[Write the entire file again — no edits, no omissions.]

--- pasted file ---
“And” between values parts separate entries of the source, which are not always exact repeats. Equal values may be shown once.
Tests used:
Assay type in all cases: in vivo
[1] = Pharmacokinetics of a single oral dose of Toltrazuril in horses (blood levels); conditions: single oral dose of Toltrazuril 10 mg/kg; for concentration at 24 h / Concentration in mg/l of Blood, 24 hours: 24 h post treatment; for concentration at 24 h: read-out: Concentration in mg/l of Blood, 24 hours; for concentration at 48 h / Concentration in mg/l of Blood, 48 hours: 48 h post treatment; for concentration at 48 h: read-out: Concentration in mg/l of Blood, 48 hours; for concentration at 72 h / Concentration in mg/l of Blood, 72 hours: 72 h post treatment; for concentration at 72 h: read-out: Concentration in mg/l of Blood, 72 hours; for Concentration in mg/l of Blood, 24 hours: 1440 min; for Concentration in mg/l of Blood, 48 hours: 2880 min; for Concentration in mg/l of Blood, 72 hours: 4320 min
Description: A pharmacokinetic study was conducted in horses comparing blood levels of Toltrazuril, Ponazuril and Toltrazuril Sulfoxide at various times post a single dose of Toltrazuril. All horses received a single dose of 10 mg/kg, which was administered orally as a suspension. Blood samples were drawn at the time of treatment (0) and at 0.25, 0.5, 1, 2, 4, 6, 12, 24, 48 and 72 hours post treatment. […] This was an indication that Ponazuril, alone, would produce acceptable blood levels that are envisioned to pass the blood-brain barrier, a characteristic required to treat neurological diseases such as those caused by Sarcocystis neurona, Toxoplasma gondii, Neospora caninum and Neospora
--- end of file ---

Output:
“And” between values parts separate entries of the source, which are not always exact repeats. Equal values may be shown once.
Tests used:
Assay type in all cases: in vivo
[1] = Pharmacokinetics of a single oral dose of Toltrazuril in horses (blood levels); conditions: single oral dose of Toltrazuril 10 mg/kg; for concentration at 24 h / Concentration in mg/l of Blood, 24 hours: 24 h post treatment; for concentration at 24 h: read-out: Concentration in mg/l of Blood, 24 hours; for concentration at 48 h / Concentration in mg/l of Blood, 48 hours: 48 h post treatment; for concentration at 48 h: read-out: Concentration in mg/l of Blood, 48 hours; for concentration at 72 h / Concentration in mg/l of Blood, 72 hours: 72 h post treatment; for concentration at 72 h: read-out: Concentration in mg/l of Blood, 72 hours; for Concentration in mg/l of Blood, 24 hours: 1440 min; for Concentration in mg/l of Blood, 48 hours: 2880 min; for Concentration in mg/l of Blood, 72 hours: 4320 min
Description: A pharmacokinetic study was conducted in horses comparing blood levels of Toltrazuril, Ponazuril and Toltrazuril Sulfoxide at various times post a single dose of Toltrazuril. All horses received a single dose of 10 mg/kg, which was administered orally as a suspension. Blood samples were drawn at the time of treatment (0) and at 0.25, 0.5, 1, 2, 4, 6, 12, 24, 48 and 72 hours post treatment. […] This was an indication that Ponazuril, alone, would produce acceptable blood levels that are envisioned to pass the blood-brain barrier, a characteristic required to treat neurological diseases such as those caused by Sarcocystis neurona, Toxoplasma gondii, Neospora caninum and Neospora